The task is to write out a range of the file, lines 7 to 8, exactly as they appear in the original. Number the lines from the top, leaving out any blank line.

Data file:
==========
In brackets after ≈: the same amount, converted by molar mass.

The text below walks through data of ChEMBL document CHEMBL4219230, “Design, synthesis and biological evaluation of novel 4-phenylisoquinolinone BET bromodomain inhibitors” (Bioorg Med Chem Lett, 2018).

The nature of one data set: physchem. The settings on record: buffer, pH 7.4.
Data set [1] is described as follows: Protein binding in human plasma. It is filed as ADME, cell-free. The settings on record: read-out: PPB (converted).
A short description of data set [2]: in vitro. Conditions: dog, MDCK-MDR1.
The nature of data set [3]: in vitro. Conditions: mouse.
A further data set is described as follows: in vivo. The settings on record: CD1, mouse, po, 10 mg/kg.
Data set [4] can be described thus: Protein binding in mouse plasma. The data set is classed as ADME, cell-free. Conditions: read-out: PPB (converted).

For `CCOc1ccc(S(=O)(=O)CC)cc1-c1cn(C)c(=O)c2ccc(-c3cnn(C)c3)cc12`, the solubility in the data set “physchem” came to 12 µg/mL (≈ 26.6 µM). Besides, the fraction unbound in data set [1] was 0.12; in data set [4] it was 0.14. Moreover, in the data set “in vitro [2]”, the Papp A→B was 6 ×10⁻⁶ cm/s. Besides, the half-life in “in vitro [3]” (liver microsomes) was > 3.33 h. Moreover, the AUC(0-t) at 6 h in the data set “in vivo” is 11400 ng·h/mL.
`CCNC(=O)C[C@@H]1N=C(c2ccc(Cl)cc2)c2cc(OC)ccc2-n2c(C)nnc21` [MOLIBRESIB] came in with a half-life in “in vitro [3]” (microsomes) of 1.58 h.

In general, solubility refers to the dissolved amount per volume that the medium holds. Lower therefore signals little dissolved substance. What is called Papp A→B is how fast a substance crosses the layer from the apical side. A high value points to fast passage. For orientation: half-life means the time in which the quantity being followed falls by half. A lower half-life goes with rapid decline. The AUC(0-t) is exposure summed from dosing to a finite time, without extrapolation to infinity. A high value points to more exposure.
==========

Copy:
A further data set is described as follows: in vivo. The settings on record: CD1, mouse, po, 10 mg/kg.
Data set [4] can be described thus: Protein binding in mouse plasma. The data set is classed as ADME, cell-free. Conditions: read-out: PPB (converted).